A diversion into popular culture today – but one with a different take on storytelling than the usual.
In the UK, one of the leading high street music/video stores is HMV. It is apparently in substantial financial difficulties – resulting on Friday in rumours that staff were going round the shelves removing all DVDs from Optimum Releasing. This meaning that, of all my teenage music sources, none are left – Virgin, Our Price and Tower have all preceded HMV in disappearing from the High Streets into the bargain bin of history.
Nostalgia aside, this means that browsing High Street customers are unlikely to discover one of the delights that Optimum have brought to the UK – Studio Ghibli movies.
Ghibli movies cropped up in conversation at dinner on Monday evening as – just as Dave stood up to present – someone asked about non-US animation. And they cropped up on Friday again when my eight year old daughter, given a free hand at choosing a film for us to watch together, went straight for the Ghibli DVDs they’ve watched for years.
For the uninitiated, Studio Ghibli movies are wonderful, moving pieces of animation – mostly for children and young people, but with themes and characterisation that work wonderfully well with all ages. By deliberate choice (mine, and subsequently theirs), my daughters have watched far more Ghibli films than Disney – something very positive, given the much better depiction of young girls in Ghibli pictures. They often revolve around coming of age in some fashion, themes of romantic nature versus over-development (often the evils of development), but never less than engagingly. They are more considered forms of storytelling than the flash-bang action of many Disney films.
One area in particular that they improve over Disney fare is that Ghibli characters are archetypes – in the sense that we understand the term – rather than the stereotypes/Jungian archetypes that Disney seems to favour. We can see something of ourselves in every character. Bad guys are always recognisable in some sense, good guys have real-life flaws (as opposed to flaws introduced to drive the story arc).
For those new to the Ghibli world, here’s a quick rundown with recommendation of where to start…
My Neighbour Totoro – fabulous for young children. The Catbus and Totoro are wonderful nature-spirit creations, along with the dust-spirits. For some bizarre reason, this was a double bill in the cinema with Grave of the Fireflies (see below).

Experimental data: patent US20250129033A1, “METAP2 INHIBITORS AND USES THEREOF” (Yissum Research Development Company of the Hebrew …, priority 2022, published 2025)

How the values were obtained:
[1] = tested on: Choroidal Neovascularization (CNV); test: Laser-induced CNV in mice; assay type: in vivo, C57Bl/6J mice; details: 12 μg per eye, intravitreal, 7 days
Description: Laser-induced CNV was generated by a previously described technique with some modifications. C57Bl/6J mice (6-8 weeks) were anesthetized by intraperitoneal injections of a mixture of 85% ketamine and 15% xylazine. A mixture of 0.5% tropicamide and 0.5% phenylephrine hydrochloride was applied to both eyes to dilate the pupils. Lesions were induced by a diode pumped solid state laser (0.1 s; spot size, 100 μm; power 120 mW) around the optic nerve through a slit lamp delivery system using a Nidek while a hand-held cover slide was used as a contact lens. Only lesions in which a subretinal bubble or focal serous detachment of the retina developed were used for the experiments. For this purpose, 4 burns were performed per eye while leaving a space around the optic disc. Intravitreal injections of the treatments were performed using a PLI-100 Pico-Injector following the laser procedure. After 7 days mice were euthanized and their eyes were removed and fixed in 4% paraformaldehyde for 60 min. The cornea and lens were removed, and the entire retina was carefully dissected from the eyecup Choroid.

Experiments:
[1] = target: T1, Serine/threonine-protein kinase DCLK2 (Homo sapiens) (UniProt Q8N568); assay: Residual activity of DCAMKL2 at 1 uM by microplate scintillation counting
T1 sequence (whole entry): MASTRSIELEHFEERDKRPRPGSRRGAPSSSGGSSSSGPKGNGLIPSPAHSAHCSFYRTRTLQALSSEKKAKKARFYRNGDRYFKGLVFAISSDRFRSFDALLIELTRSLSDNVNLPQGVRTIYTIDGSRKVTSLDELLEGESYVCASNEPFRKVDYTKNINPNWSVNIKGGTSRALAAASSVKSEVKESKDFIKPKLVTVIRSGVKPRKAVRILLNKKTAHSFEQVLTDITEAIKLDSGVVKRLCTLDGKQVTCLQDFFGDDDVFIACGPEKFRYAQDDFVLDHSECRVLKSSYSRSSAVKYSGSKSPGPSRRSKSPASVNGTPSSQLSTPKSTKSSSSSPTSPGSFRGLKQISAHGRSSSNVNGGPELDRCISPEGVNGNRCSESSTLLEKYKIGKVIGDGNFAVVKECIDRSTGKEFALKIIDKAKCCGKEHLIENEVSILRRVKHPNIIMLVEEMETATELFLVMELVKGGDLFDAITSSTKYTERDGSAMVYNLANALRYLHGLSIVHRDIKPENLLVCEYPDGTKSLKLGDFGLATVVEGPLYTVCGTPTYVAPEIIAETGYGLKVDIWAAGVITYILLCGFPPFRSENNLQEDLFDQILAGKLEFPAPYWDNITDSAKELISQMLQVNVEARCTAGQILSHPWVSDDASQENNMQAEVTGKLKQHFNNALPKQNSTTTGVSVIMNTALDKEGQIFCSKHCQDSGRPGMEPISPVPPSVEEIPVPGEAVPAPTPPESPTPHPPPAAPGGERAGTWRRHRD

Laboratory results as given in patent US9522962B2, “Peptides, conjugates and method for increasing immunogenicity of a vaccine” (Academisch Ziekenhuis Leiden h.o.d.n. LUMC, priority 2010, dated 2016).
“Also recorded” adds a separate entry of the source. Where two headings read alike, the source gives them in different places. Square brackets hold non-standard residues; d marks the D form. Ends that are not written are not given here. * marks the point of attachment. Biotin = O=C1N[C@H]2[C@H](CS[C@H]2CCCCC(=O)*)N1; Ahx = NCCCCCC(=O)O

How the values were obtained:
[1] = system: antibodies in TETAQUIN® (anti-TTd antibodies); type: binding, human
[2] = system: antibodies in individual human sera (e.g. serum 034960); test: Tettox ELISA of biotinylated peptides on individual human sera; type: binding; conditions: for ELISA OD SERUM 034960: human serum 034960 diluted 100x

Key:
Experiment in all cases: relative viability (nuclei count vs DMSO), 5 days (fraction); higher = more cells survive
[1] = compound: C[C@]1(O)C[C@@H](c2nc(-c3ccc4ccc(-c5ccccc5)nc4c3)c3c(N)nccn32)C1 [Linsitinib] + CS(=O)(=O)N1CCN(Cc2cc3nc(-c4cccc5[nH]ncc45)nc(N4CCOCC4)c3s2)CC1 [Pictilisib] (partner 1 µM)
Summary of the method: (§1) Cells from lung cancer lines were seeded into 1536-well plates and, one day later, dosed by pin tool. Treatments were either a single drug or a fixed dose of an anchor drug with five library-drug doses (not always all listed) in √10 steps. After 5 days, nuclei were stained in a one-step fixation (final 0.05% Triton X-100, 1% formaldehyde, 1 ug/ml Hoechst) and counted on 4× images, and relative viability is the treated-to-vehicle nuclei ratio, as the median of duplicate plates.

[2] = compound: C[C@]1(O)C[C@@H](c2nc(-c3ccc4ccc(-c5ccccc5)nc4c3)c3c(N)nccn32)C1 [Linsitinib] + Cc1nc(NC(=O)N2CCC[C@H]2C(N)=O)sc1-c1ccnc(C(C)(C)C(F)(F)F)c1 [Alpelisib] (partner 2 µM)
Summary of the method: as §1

Pom Poko – raccoons versus human developers on the outskirts of Tokyo. I would say that it was for children again. But if you watch it with them, aim for the English dubbed version – that talks about “raccoon pouches”. No, raccoons don’t have pouches – watching the film you’ll never see such creativity with scrota. (Yes – they’re exactly what you think…) Bizarre but watchable.
Kiki’s Delivery Service – a young witch breaking out into the world on her own. Losing powers and regaining confidence in different ways – in some ways reminiscent of Philip Pullman’s depiction of coming of age in His Dark Materials. Also good at depicting the developing of relationships between genders at a young age.
Howl’s Moving Castle – an adaptation of a children’s story by the wonderful Welsh writer Dianne Wynne Jones. Crabby fire demons, alpine-style towns and villages (seen in most Ghibli films) and sulky wizards.
Princess Mononoke – superb. Modernisation and corruption against nature, but with richness of animation and characterisation. Bloody and not for the youngest children (watch a pig god being devoured by black worm-like corruptors). It was a breakthrough film in the UK among aficionados of animation. (It doesn’t hurt that the English script was developed by Neil Gaiman.)
Grave of the Fireflies – adults only. Not for language, violence or sex, but just for the power of this thing to move you. It’s one of the most powerful anti-war films. It begins with a death and then flashes back to the start of the story – the Kobe fire-bombings. Two siblings – an elder brother and his younger sister escape and struggle to survive. Bizarrely, it was released with My Neighbour Totoro – that’s up there with pairing a (henceforth unseen) true-to-the-source-material film of Winnie-the-Pooh with Schindlers List!
Spirited Away – the best of the bunch. Structured a little like Alice in Wonderland, but with a richer story and imagination and without the logical/mathematical allusions. Loss (and recovery of) identity is a repeated theme. Instead, there are wonderfully vivid characters, a bathhouse for spirits and demons. Corrupted river gods, transforming dragons and a young female hero moving (geographically and developmentally) into new life. It won the second ever Oscar for Best Animation – and is a visual feast. If you don’t start here, finish here!
There are plenty of others in the Ghibli canon – flying pigs, castles in the air, devastated future earths and a weak version of Ursula le Guin’s Earthsea books, but it’s such a rich take on storytelling that it bears repeated visits. I haven’t been able to go back to Disney princesses since.
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